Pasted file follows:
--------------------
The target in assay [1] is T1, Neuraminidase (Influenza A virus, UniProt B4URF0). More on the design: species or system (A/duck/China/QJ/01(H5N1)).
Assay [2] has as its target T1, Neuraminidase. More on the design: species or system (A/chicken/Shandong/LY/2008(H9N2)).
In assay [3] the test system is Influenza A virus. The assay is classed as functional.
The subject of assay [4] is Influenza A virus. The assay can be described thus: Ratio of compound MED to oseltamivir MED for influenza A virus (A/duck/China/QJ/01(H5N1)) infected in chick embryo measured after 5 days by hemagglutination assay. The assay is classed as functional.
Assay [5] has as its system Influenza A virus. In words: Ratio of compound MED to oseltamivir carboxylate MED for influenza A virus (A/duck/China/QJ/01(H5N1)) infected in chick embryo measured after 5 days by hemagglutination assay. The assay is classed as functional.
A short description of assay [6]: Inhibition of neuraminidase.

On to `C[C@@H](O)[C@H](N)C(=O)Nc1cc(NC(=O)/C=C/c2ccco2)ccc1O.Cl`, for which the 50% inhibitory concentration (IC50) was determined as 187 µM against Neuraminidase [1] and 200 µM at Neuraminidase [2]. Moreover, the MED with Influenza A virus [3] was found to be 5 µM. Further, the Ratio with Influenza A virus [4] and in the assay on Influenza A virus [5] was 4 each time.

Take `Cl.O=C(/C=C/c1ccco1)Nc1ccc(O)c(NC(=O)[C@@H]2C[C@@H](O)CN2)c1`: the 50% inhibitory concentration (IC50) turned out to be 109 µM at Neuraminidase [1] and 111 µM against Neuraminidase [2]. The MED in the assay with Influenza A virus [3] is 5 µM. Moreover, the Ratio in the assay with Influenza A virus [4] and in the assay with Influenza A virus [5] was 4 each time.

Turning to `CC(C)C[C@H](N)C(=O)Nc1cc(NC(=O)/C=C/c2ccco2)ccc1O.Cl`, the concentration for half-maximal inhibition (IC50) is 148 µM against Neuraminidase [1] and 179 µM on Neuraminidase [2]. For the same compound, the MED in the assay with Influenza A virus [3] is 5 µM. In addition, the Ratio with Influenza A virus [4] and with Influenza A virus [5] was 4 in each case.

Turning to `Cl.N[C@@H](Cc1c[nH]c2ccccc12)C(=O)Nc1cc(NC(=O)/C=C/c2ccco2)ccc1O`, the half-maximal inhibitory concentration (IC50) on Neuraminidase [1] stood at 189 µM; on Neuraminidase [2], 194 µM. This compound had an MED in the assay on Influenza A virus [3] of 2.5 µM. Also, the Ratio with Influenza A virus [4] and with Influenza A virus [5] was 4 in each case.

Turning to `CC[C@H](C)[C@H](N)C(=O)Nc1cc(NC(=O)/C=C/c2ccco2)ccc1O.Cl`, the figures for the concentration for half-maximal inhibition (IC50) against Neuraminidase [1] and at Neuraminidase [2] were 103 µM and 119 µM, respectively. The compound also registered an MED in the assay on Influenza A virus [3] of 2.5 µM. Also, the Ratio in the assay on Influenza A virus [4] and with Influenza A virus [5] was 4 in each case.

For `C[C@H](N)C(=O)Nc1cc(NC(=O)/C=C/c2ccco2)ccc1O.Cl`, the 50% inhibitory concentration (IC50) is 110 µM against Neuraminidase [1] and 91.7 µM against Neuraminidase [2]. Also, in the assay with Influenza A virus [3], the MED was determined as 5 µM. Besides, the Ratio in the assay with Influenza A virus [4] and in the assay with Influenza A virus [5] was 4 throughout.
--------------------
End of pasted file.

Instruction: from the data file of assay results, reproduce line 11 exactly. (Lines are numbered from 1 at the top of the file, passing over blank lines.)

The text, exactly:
Turning to `CC[C@H](C)[C@H](N)C(=O)Nc1cc(NC(=O)/C=C/c2ccco2)ccc1O.Cl`, the figures for the concentration for half-maximal inhibition (IC50) against Neuraminidase [1] and at Neuraminidase [2] were 103 µM and 119 µM, respectively. The compound also registered an MED in the assay on Influenza A virus [3] of 2.5 µM. Also, the Ratio in the assay on Influenza A virus [4] and with Influenza A virus [5] was 4 in each case.